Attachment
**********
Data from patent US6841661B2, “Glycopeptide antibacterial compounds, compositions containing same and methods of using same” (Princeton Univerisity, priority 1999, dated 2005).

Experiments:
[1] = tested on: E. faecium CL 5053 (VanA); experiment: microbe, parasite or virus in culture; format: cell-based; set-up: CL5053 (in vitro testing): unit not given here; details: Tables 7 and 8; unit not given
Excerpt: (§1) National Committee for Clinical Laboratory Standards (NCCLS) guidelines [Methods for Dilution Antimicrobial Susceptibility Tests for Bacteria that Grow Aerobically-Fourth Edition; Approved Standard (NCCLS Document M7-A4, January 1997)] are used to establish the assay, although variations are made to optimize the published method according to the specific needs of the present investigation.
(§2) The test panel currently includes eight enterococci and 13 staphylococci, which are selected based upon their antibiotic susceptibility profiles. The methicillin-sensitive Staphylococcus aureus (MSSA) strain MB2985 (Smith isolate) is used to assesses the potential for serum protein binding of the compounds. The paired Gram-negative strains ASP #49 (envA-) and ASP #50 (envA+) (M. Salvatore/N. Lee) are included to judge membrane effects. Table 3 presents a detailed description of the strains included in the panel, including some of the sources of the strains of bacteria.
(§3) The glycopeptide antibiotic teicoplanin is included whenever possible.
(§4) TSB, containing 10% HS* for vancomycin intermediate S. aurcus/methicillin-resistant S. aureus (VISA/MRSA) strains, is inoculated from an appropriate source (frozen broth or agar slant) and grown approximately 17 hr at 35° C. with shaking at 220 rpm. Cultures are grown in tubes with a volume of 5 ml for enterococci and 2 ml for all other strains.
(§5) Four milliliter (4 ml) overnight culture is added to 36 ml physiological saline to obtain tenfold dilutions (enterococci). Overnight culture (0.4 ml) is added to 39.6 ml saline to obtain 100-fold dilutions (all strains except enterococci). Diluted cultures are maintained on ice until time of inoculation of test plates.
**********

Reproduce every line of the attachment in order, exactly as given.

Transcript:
Data from patent US6841661B2, “Glycopeptide antibacterial compounds, compositions containing same and methods of using same” (Princeton Univerisity, priority 1999, dated 2005).

Experiments:
[1] = tested on: E. faecium CL 5053 (VanA); experiment: microbe, parasite or virus in culture; format: cell-based; set-up: CL5053 (in vitro testing): unit not given here; details: Tables 7 and 8; unit not given
Excerpt: (§1) National Committee for Clinical Laboratory Standards (NCCLS) guidelines [Methods for Dilution Antimicrobial Susceptibility Tests for Bacteria that Grow Aerobically-Fourth Edition; Approved Standard (NCCLS Document M7-A4, January 1997)] are used to establish the assay, although variations are made to optimize the published method according to the specific needs of the present investigation.
(§2) The test panel currently includes eight enterococci and 13 staphylococci, which are selected based upon their antibiotic susceptibility profiles. The methicillin-sensitive Staphylococcus aureus (MSSA) strain MB2985 (Smith isolate) is used to assesses the potential for serum protein binding of the compounds. The paired Gram-negative strains ASP #49 (envA-) and ASP #50 (envA+) (M. Salvatore/N. Lee) are included to judge membrane effects. Table 3 presents a detailed description of the strains included in the panel, including some of the sources of the strains of bacteria.
(§3) The glycopeptide antibiotic teicoplanin is included whenever possible.
(§4) TSB, containing 10% HS* for vancomycin intermediate S. aurcus/methicillin-resistant S. aureus (VISA/MRSA) strains, is inoculated from an appropriate source (frozen broth or agar slant) and grown approximately 17 hr at 35° C. with shaking at 220 rpm. Cultures are grown in tubes with a volume of 5 ml for enterococci and 2 ml for all other strains.
(§5) Four milliliter (4 ml) overnight culture is added to 36 ml physiological saline to obtain tenfold dilutions (enterococci). Overnight culture (0.4 ml) is added to 39.6 ml saline to obtain 100-fold dilutions (all strains except enterococci). Diluted cultures are maintained on ice until time of inoculation of test plates.